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Saturday 9 June 2012


My 5x great uncle Godfrey served alongside his brother William in the Bengal Army of the East India Company in the late 18th century. Despite being court-martialed once for insubordination he continued to rise through the ranks to become a Captain. But in 1782 he was eventually persuaded to resign amidst accusations that he had held an entire native village to ransom. Is this how the British Empire was forged?

It was fairly common practice for Britons serving with the East India Company to find inventive ways of augmenting their modest Company pay. Godfrey, like his brother William who followed him in the post, was a quartermaster responsible for the purchase of supplies to the Bengal Army. William certainly set up his own enterprises from which to purchase those supplies, and presumably Godfrey pursued the same income-expanding policies. But extortion on a village scale seems to have been a scheme too far.

Dean Mahomed (1759-1851)
writer, restaurateur, therapist

Godfrey returned in disgrace to the city of Cork in his native Ireland, where his father (also Godfrey) was a prominent merchant. He brought with him the faithful companion of his years in India, Dean Mahomed, a muslim who had served him since the age of 12 when Baker first arrived in India as a fresh-faced cadet. Mahomet had risen to the rank of Subedar, the highest attainable by an Indian in the Bengal Army; but when Baker resigned Mahomed resigned with him in an act of loyal solidarity.

Back in Cork, Mahomed’s life took a remarkable series of twists and turns, bearing in mind that he was an Indian in Imperial Britain in the late 18th century. He went to school, where he received a thoroughly British grounding in English language and literature. He applied what he had learned to the publication in 1794 of the first ever book written in English by an Indian, snappily titled The Travels of Dean Mahomet, A Native of Patna in Bengal, Through Several Parts of India, While in the Service of The Honourable The East India Company Written by Himself, In a Series of Letters to a Friend.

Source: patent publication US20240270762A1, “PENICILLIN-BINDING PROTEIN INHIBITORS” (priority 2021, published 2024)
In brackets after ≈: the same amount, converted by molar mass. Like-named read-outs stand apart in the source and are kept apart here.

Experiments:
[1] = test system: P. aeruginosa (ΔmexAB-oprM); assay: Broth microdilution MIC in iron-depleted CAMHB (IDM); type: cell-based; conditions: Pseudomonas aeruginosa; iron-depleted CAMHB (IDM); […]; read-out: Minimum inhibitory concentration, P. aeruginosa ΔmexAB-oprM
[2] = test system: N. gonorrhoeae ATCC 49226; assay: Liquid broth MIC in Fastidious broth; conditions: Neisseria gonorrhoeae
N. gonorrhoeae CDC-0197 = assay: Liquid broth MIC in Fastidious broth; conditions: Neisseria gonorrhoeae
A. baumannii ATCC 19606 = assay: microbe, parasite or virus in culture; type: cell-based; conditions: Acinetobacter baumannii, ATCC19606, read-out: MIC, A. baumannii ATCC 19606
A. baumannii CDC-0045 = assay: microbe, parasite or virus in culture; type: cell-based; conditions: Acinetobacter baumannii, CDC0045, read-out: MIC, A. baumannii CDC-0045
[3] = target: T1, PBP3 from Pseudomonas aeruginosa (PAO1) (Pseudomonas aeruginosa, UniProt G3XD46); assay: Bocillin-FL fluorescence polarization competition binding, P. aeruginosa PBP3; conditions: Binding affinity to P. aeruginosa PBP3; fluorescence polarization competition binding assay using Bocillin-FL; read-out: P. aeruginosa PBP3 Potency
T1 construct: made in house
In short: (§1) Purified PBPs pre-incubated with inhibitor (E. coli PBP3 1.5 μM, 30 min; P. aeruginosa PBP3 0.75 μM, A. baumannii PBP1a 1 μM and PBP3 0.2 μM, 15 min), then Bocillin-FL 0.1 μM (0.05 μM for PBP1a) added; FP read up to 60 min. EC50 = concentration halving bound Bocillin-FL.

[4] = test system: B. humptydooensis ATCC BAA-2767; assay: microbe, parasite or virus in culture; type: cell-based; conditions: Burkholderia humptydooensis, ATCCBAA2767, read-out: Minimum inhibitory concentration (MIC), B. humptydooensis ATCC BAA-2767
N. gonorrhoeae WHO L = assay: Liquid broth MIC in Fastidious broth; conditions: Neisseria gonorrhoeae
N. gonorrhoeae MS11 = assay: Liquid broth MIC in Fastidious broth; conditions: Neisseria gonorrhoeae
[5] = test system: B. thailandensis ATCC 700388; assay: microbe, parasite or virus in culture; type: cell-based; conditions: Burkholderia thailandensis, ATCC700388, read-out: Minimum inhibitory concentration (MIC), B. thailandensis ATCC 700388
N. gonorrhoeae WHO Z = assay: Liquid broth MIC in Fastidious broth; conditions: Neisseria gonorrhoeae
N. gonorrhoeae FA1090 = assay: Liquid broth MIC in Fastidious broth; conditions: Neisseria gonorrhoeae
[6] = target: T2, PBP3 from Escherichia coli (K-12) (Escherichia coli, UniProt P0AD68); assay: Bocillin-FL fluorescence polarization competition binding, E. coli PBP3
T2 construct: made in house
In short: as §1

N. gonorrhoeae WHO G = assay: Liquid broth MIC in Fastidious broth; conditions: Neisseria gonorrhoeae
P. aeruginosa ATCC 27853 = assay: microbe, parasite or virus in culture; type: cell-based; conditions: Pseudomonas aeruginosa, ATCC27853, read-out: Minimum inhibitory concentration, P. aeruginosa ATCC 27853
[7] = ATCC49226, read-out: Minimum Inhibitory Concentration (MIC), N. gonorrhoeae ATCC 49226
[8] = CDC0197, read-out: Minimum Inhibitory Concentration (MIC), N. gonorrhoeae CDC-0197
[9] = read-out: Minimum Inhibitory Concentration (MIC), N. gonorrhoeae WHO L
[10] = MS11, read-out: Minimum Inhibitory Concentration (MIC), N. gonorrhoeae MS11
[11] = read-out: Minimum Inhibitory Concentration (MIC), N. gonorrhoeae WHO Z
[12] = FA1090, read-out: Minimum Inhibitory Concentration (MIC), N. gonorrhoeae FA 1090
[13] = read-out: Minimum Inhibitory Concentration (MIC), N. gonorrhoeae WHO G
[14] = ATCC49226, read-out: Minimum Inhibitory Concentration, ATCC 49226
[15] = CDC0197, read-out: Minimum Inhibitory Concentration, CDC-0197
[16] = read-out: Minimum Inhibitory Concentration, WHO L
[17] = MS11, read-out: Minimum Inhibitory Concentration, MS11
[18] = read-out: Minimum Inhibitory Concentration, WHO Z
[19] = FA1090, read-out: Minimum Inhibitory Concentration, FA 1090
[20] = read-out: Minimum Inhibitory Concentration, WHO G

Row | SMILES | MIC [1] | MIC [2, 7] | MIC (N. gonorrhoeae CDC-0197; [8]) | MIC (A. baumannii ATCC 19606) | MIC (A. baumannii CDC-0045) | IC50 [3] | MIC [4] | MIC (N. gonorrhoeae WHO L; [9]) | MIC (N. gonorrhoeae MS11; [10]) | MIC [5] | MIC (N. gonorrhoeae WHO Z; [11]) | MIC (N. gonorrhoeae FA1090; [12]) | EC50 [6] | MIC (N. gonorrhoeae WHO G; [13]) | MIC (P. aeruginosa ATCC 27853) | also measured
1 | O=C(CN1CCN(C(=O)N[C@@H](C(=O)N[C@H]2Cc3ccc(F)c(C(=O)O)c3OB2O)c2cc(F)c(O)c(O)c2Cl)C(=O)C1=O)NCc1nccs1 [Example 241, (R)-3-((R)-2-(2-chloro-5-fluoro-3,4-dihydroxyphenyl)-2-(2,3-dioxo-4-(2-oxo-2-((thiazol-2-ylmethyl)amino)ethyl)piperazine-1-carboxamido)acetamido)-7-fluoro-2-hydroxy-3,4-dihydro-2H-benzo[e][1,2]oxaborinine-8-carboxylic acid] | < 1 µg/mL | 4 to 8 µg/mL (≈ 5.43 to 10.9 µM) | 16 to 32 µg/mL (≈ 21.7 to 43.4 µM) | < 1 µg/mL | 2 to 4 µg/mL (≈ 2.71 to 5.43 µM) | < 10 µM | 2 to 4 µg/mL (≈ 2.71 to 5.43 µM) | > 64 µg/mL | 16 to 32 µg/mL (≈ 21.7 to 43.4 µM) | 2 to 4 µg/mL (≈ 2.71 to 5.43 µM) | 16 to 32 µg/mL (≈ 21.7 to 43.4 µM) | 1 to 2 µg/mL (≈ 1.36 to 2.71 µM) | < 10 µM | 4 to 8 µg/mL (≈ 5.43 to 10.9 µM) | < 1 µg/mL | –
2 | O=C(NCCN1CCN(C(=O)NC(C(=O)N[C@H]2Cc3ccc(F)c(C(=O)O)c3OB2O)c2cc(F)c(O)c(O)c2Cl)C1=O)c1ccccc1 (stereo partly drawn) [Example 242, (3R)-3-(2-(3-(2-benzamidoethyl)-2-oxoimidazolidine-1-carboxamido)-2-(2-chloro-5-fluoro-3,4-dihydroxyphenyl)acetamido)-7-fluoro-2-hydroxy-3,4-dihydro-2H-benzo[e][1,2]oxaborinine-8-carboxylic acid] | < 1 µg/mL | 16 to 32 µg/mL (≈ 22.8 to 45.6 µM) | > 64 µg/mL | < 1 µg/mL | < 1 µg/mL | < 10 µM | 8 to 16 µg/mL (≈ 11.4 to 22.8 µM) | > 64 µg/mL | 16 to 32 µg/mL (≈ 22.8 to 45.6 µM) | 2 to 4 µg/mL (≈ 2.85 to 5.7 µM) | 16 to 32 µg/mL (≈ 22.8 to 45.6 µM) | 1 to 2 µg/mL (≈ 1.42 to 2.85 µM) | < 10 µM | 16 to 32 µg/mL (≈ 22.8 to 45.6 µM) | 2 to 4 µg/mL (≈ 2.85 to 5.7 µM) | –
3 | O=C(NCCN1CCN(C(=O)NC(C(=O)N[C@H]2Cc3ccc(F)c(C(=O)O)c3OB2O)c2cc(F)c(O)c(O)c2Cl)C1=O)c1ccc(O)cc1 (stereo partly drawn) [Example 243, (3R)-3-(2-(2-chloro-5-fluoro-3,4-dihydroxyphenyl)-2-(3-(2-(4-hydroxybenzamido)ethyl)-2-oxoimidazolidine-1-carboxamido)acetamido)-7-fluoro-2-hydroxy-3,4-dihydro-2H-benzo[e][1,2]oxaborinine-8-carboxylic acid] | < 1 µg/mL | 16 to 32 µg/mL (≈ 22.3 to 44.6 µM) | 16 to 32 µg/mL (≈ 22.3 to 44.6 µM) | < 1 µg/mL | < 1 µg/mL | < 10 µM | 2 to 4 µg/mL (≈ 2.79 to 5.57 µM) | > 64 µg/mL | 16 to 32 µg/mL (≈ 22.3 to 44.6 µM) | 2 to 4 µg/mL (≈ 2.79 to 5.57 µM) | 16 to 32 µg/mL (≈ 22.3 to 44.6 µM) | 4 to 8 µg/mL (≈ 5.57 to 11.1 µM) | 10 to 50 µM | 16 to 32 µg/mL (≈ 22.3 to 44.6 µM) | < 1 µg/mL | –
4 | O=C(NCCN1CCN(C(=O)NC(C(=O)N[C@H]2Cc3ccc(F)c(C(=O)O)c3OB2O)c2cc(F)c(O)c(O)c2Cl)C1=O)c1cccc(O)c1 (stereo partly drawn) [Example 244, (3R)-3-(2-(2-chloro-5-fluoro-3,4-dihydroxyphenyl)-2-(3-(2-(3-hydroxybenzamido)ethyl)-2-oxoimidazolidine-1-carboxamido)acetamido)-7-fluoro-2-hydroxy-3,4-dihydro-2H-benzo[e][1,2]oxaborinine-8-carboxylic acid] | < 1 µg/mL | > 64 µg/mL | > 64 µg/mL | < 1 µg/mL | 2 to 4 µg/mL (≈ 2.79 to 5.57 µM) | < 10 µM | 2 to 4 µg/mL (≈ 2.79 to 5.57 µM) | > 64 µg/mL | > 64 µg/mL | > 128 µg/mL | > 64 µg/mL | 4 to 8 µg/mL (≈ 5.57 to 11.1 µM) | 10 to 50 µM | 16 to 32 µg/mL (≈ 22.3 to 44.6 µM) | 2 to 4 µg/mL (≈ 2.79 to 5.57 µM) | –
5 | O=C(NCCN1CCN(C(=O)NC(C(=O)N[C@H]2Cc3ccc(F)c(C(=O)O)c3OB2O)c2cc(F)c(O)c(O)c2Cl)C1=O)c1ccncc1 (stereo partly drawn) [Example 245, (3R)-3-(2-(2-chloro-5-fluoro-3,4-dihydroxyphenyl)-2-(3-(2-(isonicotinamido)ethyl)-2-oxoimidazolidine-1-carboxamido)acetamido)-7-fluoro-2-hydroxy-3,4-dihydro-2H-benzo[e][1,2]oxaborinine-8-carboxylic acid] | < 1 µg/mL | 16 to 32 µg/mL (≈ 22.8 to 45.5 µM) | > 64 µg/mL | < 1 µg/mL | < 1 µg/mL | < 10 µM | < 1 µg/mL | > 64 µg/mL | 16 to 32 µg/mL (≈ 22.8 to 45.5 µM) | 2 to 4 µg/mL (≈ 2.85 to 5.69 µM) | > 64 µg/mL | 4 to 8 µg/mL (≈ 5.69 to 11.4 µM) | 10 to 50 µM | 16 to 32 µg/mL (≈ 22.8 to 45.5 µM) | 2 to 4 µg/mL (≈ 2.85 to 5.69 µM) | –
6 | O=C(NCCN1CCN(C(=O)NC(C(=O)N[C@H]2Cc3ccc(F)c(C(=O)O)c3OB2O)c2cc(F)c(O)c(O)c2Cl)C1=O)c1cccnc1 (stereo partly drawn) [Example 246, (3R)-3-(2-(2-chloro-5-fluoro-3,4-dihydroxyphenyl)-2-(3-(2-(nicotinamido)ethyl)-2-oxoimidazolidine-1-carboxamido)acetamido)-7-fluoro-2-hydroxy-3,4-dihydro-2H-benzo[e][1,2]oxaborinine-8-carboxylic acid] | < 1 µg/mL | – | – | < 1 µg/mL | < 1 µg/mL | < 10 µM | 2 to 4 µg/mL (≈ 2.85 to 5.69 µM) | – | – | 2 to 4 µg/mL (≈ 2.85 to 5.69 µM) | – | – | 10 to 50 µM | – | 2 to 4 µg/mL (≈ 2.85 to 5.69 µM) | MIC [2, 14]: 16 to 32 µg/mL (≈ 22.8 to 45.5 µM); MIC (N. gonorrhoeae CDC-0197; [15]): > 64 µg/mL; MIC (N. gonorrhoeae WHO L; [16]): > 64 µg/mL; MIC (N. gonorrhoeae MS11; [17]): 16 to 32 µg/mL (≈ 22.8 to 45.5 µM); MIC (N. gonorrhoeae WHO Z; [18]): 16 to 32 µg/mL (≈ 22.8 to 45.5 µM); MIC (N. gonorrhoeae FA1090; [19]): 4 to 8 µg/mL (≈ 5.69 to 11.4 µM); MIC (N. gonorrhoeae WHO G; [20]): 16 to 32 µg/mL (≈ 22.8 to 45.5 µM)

Jane Mahomed, née Daly
“wife of Mr Mahomed, Shampooing Surgeon”

During his studies he fell in love and eloped with a fellow student, Jane Daly – a teenage member of the ruling white Protestant Ascendancy. Although you might expect this to have been a shocking event, it does not seem to have done Mahomed’s standing in local society any harm. In fact, the publication of his Travels was funded by advance subscriptions from many prominent Cork families. Today the book is regarded as a unique social record, a view of India by an Indian working for the occupying power. There is a superb modern edition with biographical commentary by Michael H Fisher, well worth tracking down.

After the death of his patron, Mahomed joined the household of Godfrey’s brother William. But when William got married in 1807, Dean and Jane Mahomed were no longer welcome there and they moved to London. In 1809 they opened what is now regarded as Britain first-ever Indian restaurant, the Hindustanee Coffee House at 34 George St. After some initial success, the venture went bankrupt in 1812 and the couple moved to Brighton.

Mahomed’s Baths

There Mahomed established himself in perhaps the strangest role of his life, as a massage therapist of sorts, practicing what he called shampooing – not what you’re thinking, the word comes from the Hindi word “chhampa,” meaning to press. He opened Mahomed’s Baths, a bath house offering Indian oil massage and medicated vapour baths. The business thrived, bolstered by claims no worse than those of many quacks of the day. It even launched a branch in London run by one of Dean’s sons. But eventually the fashion for it declined; and Mahomed died in 1851 almost forgotten by the world.

Dean Mahomed deserves credit for his capacity to reinvent himself after setbacks. He led a life rich in variety – I’ve barely scratched the surface here – and as a writer, restaurateur and therapist pioneered the art of marketing “exotic” Indian culture to a western audience.

Uncle Godfrey himself did not live to see any of his old friend’s successes. Perhaps the shame of his dismissal from the Bengal Army sent him into physical decline. Perhaps the shock of the Irish climate was just too much after 13 years in India. He died only four years after his return to Cork, the year Dean and Jane got married.


  1. Really fascinating! What an extraordinary life. His Indian restaurant was set up long before 'Wyvern' published his famous book on Indian cookery (1885.) If this was the first Indian restaurant how long after it's demise was the second one founded?
    On a separate note - the East India company were an extraordinarily powerful body, At one stage they agreed to tear down the Taj Mahal and sell it for scrap! Luckily the idea never moved further than the paperwork . . .
    I do enjoy your postings!

  2. Conor, tnaks for your kind comments. I was raised (in Glasgow) believing that the first Indian restaurant was in Glasgow's 1938 Empire Exhibition, so maybe that was the second one.


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